At the passing of Saturday's deadline for teams to tender contracts to arbitration-eligible players, 25 teams chose, instead, to release one or more players. In total, 39 new names landed in the free agent pool.
There are a handful of guys, however, who stand a chance to be solid contributors in part-time roles with good teams.
Among these, two make very good sense for the Chicago Cubs, who can use the pool of non-tendered talent to beef up their currently thin bench and bullpen.
Jonny Gomes, who made just over half a million dollars last season on a minor league contract with Cincinnati, clubbed 20 home runs for the third time in his career and posted a career-high .541 slugging average. He managed those marks despite seeing just 314 plate appearances of playing time for the season.
Gomes is a fit for Chicago because he bats right-handed and plays both corner outfield positions. His defense is below average, but as a member of a right field platoon with Kosuke Fukudome, it would not do undue harm.
Meanwhile, here are his career numbers against left-handed pitching, presumably the situation in which he would most often bat for Chicago: 600 plate appearances, 30 home runs, .274/.369/.517.
Cubs GM Jim Hendry would need to settle the questions of where he will ship Milton Bradley, and whom he will sign to patrol center field, before pursuing Gomes. If he succeeds in doing so, however, he may look to Gomes as his fifth outfielder and right-handed bench bat.
Gomes would help shore up an offense that scored 148 fewer runs in 2009 than in 2008. Chicago, however, has problems on the pitching side of the game as well. The Chicago staff dropped from second to fifth in the National League in runs allowed last season and has already lost starter Rich Harden to the Texas Rangers via free agency.
In order to solidify that group, however, Hendry should look to replace Harden indirectly, by adding bullpen strength rather than an excess starting pitcher. Keeping that in mind, one name jumps off the list of non-tendered relievers and demands attention.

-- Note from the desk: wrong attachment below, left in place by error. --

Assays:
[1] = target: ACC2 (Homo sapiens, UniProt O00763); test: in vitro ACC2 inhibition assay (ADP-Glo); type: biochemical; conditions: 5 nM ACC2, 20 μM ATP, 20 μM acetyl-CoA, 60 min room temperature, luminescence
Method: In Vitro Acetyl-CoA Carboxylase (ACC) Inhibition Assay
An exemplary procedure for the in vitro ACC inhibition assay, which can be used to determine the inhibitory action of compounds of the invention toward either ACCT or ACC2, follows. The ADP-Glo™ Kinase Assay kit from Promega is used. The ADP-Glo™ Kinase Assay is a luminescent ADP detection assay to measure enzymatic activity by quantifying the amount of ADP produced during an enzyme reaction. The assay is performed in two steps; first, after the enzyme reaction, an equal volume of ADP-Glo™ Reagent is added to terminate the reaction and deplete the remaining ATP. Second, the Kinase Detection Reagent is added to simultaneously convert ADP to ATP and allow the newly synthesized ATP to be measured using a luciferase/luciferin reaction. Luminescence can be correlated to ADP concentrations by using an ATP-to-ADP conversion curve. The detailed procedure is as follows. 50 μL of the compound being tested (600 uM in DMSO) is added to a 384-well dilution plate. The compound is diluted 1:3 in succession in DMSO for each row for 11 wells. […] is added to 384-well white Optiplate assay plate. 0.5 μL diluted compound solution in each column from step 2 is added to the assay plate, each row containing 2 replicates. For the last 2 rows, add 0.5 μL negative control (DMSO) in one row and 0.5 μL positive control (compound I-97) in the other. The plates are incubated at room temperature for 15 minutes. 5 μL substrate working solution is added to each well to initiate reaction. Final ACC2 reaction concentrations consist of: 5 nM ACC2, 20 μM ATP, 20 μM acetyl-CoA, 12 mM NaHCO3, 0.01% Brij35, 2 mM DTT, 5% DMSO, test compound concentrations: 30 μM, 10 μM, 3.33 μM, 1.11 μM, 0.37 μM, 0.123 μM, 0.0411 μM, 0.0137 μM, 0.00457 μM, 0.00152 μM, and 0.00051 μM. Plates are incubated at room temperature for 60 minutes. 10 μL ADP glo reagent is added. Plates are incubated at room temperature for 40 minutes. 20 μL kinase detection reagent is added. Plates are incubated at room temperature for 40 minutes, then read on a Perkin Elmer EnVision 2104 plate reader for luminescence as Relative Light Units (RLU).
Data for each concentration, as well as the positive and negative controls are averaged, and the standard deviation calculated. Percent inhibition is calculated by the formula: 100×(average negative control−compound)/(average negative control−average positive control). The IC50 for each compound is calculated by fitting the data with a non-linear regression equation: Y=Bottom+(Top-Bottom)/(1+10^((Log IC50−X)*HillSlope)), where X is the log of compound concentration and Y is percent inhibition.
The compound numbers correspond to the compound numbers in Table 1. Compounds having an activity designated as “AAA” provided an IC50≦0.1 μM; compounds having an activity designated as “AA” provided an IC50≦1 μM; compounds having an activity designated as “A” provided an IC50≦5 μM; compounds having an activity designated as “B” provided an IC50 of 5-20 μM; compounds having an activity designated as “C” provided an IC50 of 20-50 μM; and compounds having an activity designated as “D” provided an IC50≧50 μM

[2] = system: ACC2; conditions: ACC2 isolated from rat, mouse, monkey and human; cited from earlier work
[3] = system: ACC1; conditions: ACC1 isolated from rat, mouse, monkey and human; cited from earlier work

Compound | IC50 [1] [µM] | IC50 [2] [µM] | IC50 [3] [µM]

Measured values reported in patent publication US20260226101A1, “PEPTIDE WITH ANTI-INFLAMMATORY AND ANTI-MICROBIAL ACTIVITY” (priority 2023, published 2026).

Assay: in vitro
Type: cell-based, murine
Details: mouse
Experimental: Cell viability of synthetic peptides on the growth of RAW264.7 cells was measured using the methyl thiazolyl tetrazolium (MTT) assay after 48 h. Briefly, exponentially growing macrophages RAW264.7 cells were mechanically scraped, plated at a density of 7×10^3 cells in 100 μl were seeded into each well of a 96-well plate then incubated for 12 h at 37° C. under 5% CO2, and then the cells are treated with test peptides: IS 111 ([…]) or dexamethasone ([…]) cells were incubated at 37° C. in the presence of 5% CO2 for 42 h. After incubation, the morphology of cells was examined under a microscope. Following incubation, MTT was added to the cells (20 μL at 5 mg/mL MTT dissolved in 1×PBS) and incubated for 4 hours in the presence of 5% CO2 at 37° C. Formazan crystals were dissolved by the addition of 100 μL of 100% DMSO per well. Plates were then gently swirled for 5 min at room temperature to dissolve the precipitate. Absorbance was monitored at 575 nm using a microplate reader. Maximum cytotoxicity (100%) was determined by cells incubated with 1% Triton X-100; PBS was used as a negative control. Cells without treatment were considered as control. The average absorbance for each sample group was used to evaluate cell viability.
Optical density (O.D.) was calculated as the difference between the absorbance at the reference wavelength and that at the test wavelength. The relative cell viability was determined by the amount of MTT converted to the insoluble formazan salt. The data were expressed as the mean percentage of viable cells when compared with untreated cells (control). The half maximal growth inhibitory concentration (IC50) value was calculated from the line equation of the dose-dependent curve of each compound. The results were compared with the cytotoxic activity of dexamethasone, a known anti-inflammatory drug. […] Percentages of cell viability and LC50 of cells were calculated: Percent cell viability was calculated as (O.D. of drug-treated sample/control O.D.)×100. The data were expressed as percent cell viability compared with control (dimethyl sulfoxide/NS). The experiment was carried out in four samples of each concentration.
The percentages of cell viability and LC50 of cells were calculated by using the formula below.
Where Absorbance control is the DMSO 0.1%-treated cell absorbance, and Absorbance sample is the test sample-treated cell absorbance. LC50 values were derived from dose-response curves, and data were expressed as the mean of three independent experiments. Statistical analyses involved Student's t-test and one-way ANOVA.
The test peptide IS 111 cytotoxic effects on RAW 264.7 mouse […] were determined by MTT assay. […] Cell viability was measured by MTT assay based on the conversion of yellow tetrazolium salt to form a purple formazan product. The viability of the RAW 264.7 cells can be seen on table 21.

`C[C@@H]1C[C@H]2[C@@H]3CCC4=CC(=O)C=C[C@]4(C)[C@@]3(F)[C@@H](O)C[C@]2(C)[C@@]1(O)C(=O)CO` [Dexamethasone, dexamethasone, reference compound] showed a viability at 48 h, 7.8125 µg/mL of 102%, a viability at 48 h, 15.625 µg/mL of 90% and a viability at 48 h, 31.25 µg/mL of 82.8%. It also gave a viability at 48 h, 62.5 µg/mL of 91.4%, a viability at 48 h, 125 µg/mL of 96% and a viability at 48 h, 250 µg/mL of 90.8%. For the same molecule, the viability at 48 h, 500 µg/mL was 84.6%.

Matt Capps, the erstwhile Pittsburgh closer, struggled mightily in 2009, and the Pirates opted not to bring him back at a rate of roughly $2.3 million.
That move surprised many, and well it ought to have. Capps did struggle in 2009: His FIP (a fielding-independent metric scale to ERA) leapt from 3.16 and 3.28 in 2007 and 2008 to 4.90 in 2009. His walk rate and home run rate each skyrocketed.
Capps got extraordinarily unlucky, however: His opponents' batting average on balls in play was a nearly impossible .390. League averages consistently hover somewhere around .300, and since Capps strikes out fewer batters than most top relievers (his 7.62 K/9 in 2009 was a career high but ranked him just 79th out of 145 qualifying relievers), that spike in BABIP took a tremendous toll.
All told, Capps could step into the breach and become Chicago's second-best reliever and would provide excellent closer's insurance should Carlos Marmol falter or succumb to injury. In fact, though both are right-handed, they would be an intriguing platoon in the relief ace role.
Cubs manager Lou Piniella could judiciously choose Capps when control is key, such as in bases-loaded situations, and Marmol in spots that call for a strikeout (i.e., runner on third base, less than two out).
Because Marmol gives up virtually no home runs, Piniella could also choose to go to him in hitter-friendly parks with short porches, while using Capps in bigger parks where his superior control and ability to pitch to contact would come in handy.
Between Gomes and Capps, Chicago would need to spend no more than $3.5 million for 2010, and possibly less. The two could add about two wins to the Cubs' ledger, relative to if Chicago went into the year with replacement-level Micah Hoffpauir and Jeff Stevens in their positions. It may seem like a trivial improvement, but for such a reasonable cost, the moves might be well worth it.